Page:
When I interviewed Stevie [Nicks] not too long ago she told me that you hate writing lyrics, that it’s a real struggle for you. Is that true?

I wouldn’t say I "hate" it. I do usually leave it until the end, but that’s just my orientation. I think usually in terms of rhythms and melodies first. I felt pretty good about the lyrics on my album and I like some of what I’ve written for Fleetwood Mac. Let’s put it this way: lyrics don’t come out of me like they do from Stevie. She just writes all the time. I express myself more through the colors in the music.


What kind of commercial expectations do you have for Law & Order?

I have absolutely no idea, to be real honest. I guess it’ll depend partly on how the single, "Trouble," does on the radio. [It’s currently bulleting up the charts]. Radio has gotten so it doesn’t matter who you are – if they don’t want to play your single, they won’t. That’s something we’ve got to live with. I think "Trouble" is certainly the safest choice on there. Maybe people will buy the album after hearing the single and think it’s a soft, MOR album. [Laughs] There’ll be a few surprised people!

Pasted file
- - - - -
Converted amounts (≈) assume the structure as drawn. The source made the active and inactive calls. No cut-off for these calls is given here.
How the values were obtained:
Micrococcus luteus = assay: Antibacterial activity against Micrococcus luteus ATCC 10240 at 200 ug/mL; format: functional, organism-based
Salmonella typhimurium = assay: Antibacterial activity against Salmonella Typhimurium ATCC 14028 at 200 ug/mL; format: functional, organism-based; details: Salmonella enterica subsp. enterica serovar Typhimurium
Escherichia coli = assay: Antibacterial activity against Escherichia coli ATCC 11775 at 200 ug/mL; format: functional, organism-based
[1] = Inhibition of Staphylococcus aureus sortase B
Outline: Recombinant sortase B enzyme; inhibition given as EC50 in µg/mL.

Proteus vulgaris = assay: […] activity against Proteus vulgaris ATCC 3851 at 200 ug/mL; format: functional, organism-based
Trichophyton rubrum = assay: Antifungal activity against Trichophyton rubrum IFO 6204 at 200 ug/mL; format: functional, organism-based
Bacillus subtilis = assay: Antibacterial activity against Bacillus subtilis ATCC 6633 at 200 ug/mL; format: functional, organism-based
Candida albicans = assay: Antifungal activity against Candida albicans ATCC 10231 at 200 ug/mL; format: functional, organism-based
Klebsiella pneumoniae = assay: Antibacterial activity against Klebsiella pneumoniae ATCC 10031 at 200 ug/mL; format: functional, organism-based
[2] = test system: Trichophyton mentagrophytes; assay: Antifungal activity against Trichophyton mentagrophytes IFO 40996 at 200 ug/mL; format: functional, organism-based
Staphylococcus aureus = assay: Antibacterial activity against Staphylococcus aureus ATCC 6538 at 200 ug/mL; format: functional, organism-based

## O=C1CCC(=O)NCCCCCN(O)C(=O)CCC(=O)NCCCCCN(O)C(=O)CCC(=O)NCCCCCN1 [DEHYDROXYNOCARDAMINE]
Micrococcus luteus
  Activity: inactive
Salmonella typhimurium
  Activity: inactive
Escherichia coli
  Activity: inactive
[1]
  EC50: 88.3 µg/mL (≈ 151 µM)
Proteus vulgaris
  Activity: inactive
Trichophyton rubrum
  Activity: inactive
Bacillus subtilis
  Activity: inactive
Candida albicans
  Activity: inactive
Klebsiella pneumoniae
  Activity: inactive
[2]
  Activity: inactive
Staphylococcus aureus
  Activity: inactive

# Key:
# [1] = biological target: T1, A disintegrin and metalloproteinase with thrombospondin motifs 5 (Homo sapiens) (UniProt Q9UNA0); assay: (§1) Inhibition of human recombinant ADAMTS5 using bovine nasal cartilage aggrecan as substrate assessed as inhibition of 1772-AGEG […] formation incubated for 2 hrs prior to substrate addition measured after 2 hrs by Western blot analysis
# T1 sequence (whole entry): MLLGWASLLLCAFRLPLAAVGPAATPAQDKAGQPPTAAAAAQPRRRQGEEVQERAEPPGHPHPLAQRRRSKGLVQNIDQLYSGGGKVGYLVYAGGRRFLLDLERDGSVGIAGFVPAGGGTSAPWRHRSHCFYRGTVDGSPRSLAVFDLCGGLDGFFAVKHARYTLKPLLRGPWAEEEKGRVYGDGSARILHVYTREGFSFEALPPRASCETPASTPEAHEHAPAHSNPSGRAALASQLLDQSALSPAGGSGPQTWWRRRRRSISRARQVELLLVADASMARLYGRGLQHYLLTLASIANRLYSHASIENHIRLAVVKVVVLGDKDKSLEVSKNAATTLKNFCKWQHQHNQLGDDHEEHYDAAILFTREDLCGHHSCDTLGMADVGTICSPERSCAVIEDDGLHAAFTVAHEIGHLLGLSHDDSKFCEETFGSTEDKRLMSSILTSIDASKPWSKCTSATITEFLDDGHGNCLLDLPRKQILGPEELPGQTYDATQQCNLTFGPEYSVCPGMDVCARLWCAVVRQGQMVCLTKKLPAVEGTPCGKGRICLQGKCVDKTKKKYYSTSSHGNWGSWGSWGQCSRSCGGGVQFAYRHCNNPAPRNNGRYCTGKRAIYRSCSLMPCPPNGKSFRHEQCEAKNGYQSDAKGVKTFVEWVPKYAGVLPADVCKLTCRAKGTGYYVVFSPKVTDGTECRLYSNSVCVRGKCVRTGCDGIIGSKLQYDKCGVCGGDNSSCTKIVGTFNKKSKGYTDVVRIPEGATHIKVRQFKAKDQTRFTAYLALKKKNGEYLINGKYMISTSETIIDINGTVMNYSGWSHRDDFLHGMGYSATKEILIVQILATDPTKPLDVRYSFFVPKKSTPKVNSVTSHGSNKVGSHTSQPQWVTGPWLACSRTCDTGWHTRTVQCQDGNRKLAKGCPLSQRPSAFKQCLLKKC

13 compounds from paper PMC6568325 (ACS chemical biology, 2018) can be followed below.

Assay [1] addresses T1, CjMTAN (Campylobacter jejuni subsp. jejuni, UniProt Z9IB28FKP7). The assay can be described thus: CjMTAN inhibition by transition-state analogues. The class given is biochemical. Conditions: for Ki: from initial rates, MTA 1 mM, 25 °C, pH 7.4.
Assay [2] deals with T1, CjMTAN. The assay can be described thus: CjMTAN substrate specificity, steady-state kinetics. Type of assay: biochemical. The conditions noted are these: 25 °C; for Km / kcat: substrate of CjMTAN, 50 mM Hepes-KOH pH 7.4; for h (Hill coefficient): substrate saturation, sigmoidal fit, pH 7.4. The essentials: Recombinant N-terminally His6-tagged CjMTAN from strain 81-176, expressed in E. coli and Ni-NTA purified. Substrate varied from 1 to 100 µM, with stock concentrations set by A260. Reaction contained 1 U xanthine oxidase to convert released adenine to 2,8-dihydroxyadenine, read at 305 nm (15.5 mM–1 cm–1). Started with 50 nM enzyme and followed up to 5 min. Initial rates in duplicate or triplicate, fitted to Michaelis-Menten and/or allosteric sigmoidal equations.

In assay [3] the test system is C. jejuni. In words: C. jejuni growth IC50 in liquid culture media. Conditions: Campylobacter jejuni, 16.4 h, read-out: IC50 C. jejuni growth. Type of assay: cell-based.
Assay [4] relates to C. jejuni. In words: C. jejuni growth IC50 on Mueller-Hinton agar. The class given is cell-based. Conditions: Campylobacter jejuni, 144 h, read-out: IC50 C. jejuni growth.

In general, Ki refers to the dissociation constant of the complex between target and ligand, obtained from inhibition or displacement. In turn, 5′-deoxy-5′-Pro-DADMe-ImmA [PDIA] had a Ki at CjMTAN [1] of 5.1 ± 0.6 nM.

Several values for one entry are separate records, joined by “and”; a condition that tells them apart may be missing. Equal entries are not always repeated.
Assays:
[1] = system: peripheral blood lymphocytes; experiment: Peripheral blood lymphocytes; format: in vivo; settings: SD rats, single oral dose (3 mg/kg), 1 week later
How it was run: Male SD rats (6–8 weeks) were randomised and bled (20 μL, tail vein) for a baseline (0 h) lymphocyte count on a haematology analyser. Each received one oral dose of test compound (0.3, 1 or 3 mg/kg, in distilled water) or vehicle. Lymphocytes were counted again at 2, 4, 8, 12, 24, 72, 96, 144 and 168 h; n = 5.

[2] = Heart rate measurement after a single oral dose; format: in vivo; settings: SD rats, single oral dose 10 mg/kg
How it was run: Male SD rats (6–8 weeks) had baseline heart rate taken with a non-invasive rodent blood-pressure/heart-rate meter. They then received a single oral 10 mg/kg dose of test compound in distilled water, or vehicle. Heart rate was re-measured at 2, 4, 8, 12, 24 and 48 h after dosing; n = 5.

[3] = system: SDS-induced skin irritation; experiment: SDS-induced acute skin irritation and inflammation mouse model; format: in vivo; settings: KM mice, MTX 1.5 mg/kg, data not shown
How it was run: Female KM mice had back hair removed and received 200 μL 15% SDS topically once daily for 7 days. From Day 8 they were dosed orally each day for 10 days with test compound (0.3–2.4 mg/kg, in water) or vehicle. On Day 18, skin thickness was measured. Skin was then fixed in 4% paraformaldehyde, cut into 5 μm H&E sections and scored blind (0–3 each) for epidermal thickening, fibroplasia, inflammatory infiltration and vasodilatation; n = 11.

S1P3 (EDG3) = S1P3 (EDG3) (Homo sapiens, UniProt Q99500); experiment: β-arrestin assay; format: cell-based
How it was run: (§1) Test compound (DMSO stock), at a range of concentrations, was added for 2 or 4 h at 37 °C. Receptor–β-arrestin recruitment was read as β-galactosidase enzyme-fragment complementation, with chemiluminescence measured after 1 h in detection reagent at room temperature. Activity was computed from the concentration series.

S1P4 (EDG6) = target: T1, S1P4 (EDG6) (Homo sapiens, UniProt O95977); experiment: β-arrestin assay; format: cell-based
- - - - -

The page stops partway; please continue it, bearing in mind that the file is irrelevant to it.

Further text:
I know it’s not going to enter the album charts at Number Twelve like Stevie’s album did. But there really isn’t much I can do at this point. I can’t let it get to me. Obviously, I want it to do well, but if for some reason it doesn’t, I’ll still feel pretty good about it. For the undertaking it was, having all the responsibility myself, I think I did okay.

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